Posted by: Art Heinz | September 9, 2014

Real Faith for Real Trouble

prison-barsMost Christians have a basic understanding of faith that includes the principle of justification by faith, and that by the grace of God.  A smaller number have learned that faith is a lifestyle and the prescribed way of living for the believer: “The just shall live by faith” (Romans 1:17).  It’s possible for a believer in the course of receiving teaching about the lifestyle of faith to come to the erroneous conclusion that if they simply had enough faith, no trouble would ever visit their life.  Unfortunately, the Scripture teaches just the opposite.  Jesus said boldly, “In this world you will have trouble, but be of good cheer, I have overcome the world” (John 16:33).  Mark chapter four states emphatically trouble comes because of the Word.  A balanced and accurate rendering of biblical faith must include the understanding that (1) faith attracts trouble into our lives, (2) faith sustains us in that trouble, (3) and faith delivers us from that trouble.  No, you are not a freak or an inferior Christian because you are going through a tough time.

The Bible is filled with stories of faithful servants who experienced trouble not due to a lack of faith, but because they were individuals of great faith demonstrating that faith through consecration to God and faithfulness.  Abel’s faith led to his demise at the hands of his own brother.  Daniel’s faith landed him in the lion’s den.  The three Hebrew boys were tossed into the fiery furnace because of their faith.  Joseph’s faith landed him in the pit.  David’s faith and the success it brought got him into trouble with the spear thrower known as King Saul.  While it’s true that our own behavior has often been the source of our trouble, it is also true that we can get into trouble for simply being faithful to God.

Paul and Silas were thrown into the inner core of prison and chained like violent criminals for bringing deliverance to a fortune-teller and preaching the gospel of Jesus Christ (Acts 16).  Imagine how you would respond if you were apprehended and jailed for doing nothing more than sharing your faith in Jesus Christ (foreign to American Christians but a very present realty around the world).  The amazing reaction and behavior of Paul and Silas in this story illustrate the proper way to handle the trouble that comes from being a person of faith.  When you find yourself in trouble because of your stand of faith, draw from their godly example.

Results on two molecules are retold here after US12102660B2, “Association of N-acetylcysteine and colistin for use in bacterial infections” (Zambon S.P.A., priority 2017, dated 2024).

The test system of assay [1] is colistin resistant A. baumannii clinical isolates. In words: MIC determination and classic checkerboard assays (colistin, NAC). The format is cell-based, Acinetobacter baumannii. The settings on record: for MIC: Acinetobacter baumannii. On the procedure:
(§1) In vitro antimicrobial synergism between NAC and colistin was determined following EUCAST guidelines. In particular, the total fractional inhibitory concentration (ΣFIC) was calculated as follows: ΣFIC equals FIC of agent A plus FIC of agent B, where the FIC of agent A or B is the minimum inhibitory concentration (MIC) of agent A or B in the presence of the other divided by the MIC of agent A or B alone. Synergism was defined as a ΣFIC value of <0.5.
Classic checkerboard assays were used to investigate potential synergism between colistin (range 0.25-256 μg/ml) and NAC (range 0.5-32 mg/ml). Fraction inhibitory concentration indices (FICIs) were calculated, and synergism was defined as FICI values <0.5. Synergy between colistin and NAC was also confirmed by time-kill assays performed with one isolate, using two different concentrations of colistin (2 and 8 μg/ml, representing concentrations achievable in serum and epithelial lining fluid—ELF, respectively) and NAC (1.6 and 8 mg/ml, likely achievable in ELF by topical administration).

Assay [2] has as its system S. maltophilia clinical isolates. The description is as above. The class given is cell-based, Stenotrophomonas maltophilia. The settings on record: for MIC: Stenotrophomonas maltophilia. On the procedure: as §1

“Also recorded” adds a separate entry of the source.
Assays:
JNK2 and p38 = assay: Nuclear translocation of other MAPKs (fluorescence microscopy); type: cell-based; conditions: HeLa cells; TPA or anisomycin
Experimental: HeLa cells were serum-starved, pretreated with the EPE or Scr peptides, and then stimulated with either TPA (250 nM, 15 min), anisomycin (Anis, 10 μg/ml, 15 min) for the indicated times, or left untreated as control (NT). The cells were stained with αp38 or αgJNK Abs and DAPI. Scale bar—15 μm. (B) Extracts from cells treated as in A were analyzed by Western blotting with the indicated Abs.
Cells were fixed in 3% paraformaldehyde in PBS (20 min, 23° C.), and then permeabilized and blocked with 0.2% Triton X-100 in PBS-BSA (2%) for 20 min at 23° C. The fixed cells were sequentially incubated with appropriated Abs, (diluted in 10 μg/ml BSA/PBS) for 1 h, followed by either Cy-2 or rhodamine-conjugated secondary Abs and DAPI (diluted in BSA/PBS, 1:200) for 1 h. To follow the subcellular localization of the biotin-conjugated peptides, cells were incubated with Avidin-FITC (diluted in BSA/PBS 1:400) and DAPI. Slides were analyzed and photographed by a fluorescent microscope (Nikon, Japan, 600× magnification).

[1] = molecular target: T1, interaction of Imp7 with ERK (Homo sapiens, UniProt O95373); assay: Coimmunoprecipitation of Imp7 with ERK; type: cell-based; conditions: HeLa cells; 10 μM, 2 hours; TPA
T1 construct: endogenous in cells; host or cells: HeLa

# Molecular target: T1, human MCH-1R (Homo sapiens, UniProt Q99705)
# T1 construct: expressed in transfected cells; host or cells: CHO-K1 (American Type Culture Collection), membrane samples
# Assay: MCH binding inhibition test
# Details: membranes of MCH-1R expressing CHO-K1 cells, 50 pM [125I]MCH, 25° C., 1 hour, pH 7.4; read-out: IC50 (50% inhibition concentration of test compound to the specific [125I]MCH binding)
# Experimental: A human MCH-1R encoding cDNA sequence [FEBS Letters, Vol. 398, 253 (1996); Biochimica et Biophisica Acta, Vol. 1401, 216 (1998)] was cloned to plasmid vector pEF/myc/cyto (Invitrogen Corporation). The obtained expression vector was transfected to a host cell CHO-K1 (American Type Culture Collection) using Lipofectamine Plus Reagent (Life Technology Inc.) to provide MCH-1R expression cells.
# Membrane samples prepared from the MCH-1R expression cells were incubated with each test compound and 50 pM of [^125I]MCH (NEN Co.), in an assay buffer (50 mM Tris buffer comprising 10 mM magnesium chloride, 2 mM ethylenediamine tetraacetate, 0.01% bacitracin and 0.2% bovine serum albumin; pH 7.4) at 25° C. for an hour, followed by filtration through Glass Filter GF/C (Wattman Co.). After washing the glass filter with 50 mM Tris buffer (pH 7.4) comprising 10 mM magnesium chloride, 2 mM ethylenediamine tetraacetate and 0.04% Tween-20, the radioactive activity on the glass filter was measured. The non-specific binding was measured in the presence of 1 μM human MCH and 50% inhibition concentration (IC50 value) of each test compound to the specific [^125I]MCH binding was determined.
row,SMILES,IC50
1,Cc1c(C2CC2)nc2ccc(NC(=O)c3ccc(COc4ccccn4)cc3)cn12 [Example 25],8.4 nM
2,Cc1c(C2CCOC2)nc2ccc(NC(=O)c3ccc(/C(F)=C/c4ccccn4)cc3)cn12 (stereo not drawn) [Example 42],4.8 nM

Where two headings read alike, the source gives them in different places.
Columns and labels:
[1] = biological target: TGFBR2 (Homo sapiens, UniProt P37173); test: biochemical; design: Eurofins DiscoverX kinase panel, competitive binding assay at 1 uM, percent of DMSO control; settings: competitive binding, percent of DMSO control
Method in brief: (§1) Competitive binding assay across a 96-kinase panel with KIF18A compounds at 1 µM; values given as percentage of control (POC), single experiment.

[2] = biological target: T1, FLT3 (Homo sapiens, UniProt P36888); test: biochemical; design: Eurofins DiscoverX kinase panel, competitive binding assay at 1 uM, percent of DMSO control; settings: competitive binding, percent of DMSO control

First, make sure you maintain a good attitude in the midst of the situation.  It’s amazing we don’t see Paul and Silas whining, griping, or complaining over their situation.  In America today, Christians get put out if their latte is not made to their liking or if someone snatches their parking place at Wal-Mart.  The attitude is the best indicator of the present health of our faith and spiritual life.  I love the story of the little boy who visited his grandpa one afternoon.  As Grandpa fell asleep on the couch and the little boy thought it would be funny to smear Limburger cheese all over grandpa’s mustache. Later, when grandpa awoke, he couldn’t help but smell the cheese under his nose. Thinking the front room was the source of the smell, he headed into the kitchen to find the smell just as strong there.  Looking for relief from the stench, grandpa headed outside, took a whiff, and exclaimed, “the whole world stinks.”  Ironically, the smell was not coming from the front room, the kitchen, or the world, but from grandpa himself.  Our attitude is just like that – the source of a smelly attitude is never someone else.

Second, make sure you keep your song.  At midnight from deep within the prison walls, Paul and Silas began to pray and sing hymns.  It’s noteworthy that the other prisoners were listening to them because people around us are watching and listening as well to see how we will handle the adversity brought on by our faith.  The powerful praise and worship was followed by a prison shaking earthquake that caused all the prison doors to open.  We have to remember that the doors open after the praise and not before.  Don’t wait for the circumstances to change before you break out into song and praise.  Praise God in the midst of the trouble and watch His deliverance begin to flow.  It’ also noteworthy to mention that the deliverance of others (like the other prisoners) depends on our lifestyle of praise.

Third, regardless of the trouble and the setbacks you are facing, make sure you stay focused on your mission in the midst of the trouble.  Too often believers are oblivious to the needs around them because they are so dialed in to their own trouble.  Paul and Silas, despite their treatment, had the presence of mind to focus on the souls of the jailer and other prisoners.  Instead of killing himself in response to what looked like a jail break, the jailer found Jesus through the ministry of two men sensitive to the Holy Spirit despite the hardship they were experiencing.  How many ministry opportunities pass us by because we are consumed with our trouble, our challenges, and our hardships?  Let’s not teach the enemy he can shut down our ministry simply by stirring up a little trouble in our lives.  Choose to look for chance to bless others right there in the midst of your mess.


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